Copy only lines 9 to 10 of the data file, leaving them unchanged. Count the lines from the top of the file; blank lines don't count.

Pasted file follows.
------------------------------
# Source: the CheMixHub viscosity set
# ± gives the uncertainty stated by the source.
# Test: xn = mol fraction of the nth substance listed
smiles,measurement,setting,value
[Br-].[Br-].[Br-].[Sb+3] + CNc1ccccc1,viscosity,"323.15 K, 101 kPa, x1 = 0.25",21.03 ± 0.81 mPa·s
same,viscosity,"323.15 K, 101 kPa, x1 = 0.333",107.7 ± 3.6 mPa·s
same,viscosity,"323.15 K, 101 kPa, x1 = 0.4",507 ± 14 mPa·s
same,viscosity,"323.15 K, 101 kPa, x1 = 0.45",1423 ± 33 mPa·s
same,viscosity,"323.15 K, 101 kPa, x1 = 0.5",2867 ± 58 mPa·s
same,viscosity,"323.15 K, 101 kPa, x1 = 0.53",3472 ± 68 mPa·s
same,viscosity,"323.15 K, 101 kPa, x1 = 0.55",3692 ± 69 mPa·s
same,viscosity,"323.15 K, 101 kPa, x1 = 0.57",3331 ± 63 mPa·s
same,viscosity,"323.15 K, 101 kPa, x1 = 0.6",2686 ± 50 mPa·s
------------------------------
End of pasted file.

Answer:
same,viscosity,"323.15 K, 101 kPa, x1 = 0.5",2867 ± 58 mPa·s
same,viscosity,"323.15 K, 101 kPa, x1 = 0.53",3472 ± 68 mPa·s